Studio: 6809 Cascade Rd SE, Suite A, Grand Rapids, MI 49546

Protein Cracked: Making A Case For The Egg

February 12th, 2019 by Debbie Martilotta

Egg whites are a high-quality protein source, but whole eggs often get a bad rap. It’s time to crack a few myths and showcase the power of the yolk.

Egg whites are often referred to as the perfect protein, due to their amino-acid makeup and the body’s ability to utilize them properly.

The average large, whole egg contains about 72 calories, 6 g of protein, 5 g of fat, about 200 mg of cholesterol, and nearly no carbs. The average large egg white contains only 17 calories, 4 g of protein, and no carbs, fat, or cholesterol.

Egg whites contain as many as 40 different proteins. Of these, ovalbumin constitutes the majority, making up about 55 percent of the protein in egg white. Ovotransferrin is an iron-binding protein in egg whites that provides antimicrobial properties and makes up over 10 percent of the protein content. Ovomucin is another type of protein that makes up less than 5 percent of egg-white protein and provides the jellying property of egg white, as well as antimicrobial properties.

Egg-white protein is rich in BCAAs and arginine, as well as the sulfur-containing amino acids cysteine and methionine. These amino acids are critical for maintaining the structure of many proteins such as collagen, which is critical for maintaining joint health and levels of certain hormones.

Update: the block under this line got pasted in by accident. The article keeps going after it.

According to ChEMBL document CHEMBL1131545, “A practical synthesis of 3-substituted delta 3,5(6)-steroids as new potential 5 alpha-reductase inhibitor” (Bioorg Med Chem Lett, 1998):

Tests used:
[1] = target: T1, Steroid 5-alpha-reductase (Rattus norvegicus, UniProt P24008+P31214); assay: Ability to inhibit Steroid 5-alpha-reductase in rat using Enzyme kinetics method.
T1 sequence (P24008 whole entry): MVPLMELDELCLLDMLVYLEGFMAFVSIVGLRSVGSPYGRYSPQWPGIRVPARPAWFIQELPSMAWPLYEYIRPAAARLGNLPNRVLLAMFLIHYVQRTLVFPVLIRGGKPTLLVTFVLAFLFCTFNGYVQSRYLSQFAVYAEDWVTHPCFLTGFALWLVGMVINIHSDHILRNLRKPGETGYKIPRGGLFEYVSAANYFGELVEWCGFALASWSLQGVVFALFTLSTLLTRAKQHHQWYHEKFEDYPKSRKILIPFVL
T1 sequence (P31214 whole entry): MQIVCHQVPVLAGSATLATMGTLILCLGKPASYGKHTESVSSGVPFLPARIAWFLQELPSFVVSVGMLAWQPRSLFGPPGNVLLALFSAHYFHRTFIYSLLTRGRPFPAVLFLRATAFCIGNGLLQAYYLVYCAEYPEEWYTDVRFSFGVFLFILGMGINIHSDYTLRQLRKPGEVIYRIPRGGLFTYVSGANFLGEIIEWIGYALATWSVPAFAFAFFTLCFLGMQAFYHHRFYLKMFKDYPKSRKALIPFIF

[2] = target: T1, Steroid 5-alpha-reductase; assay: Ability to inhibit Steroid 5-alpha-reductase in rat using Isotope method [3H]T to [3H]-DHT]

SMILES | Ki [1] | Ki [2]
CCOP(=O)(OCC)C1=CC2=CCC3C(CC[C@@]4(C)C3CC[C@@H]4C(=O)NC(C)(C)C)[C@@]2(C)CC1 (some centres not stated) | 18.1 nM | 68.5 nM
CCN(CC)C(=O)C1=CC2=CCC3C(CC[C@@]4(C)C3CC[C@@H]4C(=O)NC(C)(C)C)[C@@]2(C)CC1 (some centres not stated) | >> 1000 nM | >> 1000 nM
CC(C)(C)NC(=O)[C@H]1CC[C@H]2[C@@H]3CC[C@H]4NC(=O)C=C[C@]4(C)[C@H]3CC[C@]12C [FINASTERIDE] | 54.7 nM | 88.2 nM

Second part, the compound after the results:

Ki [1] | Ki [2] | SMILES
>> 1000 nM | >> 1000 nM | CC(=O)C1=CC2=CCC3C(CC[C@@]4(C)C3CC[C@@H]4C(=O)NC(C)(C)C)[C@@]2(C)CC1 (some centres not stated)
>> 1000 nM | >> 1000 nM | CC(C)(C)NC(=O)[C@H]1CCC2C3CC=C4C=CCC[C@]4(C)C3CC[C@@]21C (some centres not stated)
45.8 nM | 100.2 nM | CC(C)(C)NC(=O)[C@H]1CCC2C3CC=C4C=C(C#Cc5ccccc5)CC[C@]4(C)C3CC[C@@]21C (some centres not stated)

Although bodybuilders used to focus on just the egg white for protein and avoided the yolk because of the fat and cholesterol—it’s now known that it’s more beneficial to consume both the egg white and the yolk together. That’s because that golden center contains the majority of the micronutrients in eggs, including vitamin A, vitamin D, vitamin K, B vitamins, selenium, iron, zinc, and phosphorus.

The yolk also contains all of the egg’s fat and cholesterol, but don’t let that scare you off. Blood cholesterol levels don’t seem to be negatively affected by whole eggs. In fact, one study from the University of Connecticut tested the cholesterol response of 25 males and 27 females to an egg diet (640 mg per day of additional cholesterol) and a non-egg diet (no additional cholesterol). They found the cholesterol in egg yolks does not raise the LDL cholesterol particles that are particularly associated with the development of cardiovascular disease.

We now know that fat is important in a diet. The saturated fat in egg yolks is less than half of the total fat. But saturated and monounsaturated fat, also in egg yolks, are important for maintaining higher testosterone levels. The fat and cholesterol from yolks, which was once thought of as harmful, appears to provide benefits for those who do strength training.

In fact, in a head-to-head egg comparison, consuming more whole eggs was shown to help with muscle gain and strength. The magic number? Three. One study from Texas A&M found that subjects consuming three whole eggs a day while following a weight-lifting program for 12 weeks gained twice as much muscle mass and twice as much strength as subjects eating either just one egg per day or no eggs. Those kinds of benefits may be due to the cholesterol content. After all, cholesterol is converted to testosterone in the body.